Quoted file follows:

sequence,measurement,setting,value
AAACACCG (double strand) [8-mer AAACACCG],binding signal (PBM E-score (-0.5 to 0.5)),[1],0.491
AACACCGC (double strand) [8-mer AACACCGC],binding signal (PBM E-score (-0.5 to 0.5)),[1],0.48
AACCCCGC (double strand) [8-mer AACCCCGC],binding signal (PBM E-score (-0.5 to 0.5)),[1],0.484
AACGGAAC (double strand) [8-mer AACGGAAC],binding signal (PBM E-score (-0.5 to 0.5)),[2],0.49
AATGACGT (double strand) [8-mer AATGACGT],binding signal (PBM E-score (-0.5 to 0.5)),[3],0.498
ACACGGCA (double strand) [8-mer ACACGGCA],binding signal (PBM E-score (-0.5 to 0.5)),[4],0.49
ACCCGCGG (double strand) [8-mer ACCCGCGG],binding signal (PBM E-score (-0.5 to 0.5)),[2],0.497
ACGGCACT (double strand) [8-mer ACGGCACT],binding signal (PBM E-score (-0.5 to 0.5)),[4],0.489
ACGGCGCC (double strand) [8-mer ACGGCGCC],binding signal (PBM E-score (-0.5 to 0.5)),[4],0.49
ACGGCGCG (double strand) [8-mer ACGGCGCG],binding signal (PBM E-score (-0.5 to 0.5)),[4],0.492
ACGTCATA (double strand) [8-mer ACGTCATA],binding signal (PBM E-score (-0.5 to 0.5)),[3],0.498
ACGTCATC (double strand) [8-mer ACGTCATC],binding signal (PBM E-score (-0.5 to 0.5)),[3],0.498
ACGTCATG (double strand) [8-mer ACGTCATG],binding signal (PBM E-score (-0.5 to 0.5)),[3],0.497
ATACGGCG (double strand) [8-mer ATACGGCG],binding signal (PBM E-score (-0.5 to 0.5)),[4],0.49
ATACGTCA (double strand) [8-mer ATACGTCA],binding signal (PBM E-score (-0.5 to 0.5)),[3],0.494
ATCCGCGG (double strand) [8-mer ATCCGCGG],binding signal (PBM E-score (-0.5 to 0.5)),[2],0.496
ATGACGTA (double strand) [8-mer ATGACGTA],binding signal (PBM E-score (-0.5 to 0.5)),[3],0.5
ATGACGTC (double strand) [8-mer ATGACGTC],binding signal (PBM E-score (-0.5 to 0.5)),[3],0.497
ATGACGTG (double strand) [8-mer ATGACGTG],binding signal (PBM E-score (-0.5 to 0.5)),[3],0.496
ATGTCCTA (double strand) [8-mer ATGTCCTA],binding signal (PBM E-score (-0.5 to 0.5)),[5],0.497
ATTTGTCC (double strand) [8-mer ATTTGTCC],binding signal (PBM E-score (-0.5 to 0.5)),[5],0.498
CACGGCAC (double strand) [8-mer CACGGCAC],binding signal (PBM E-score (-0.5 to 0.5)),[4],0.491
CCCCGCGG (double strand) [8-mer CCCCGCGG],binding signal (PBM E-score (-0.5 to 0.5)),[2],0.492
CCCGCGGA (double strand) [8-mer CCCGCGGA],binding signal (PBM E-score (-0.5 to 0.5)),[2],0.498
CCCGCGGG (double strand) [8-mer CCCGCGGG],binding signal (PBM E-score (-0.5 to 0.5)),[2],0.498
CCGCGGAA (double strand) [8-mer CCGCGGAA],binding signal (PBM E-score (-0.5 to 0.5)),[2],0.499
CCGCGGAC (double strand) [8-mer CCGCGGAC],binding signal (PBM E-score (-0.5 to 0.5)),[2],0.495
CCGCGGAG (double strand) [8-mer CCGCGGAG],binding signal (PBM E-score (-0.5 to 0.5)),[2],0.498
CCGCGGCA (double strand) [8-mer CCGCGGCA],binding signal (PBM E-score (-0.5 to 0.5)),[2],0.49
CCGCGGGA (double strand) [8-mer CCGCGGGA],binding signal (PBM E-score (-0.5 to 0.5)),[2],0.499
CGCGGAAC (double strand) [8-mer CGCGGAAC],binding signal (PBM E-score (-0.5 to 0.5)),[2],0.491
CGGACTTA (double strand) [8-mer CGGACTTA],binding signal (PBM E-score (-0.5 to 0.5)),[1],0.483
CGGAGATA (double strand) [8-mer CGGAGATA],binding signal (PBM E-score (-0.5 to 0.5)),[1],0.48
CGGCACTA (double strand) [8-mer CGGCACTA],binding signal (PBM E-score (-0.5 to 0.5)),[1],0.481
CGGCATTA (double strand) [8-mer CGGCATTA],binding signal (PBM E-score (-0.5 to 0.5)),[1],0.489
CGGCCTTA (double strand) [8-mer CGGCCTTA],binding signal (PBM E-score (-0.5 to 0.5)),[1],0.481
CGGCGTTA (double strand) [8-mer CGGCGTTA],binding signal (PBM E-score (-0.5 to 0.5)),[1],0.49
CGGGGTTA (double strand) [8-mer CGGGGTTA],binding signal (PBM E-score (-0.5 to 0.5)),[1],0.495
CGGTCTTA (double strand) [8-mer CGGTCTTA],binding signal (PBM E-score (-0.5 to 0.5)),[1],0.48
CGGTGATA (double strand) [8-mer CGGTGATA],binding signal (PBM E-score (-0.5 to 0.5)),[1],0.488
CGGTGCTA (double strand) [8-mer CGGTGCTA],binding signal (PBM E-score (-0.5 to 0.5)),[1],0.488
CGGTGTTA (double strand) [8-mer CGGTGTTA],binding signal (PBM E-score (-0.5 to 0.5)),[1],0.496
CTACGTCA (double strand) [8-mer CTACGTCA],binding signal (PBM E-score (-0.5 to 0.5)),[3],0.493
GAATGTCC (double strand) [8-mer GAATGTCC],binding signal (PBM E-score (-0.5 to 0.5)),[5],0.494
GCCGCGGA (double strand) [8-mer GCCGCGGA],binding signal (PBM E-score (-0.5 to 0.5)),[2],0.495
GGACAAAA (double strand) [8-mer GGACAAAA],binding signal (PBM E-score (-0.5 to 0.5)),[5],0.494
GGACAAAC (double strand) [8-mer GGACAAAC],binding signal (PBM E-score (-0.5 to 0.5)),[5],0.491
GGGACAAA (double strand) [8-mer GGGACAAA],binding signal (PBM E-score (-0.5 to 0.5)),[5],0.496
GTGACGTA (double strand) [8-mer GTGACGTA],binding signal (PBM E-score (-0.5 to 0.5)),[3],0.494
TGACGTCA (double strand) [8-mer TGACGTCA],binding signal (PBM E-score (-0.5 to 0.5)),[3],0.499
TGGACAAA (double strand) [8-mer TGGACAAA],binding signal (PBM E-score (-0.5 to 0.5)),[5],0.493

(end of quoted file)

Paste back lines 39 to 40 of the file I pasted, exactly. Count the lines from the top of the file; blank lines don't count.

CGGGGTTA (double strand) [8-mer CGGGGTTA],binding signal (PBM E-score (-0.5 to 0.5)),[1],0.495
CGGTCTTA (double strand) [8-mer CGGTCTTA],binding signal (PBM E-score (-0.5 to 0.5)),[1],0.48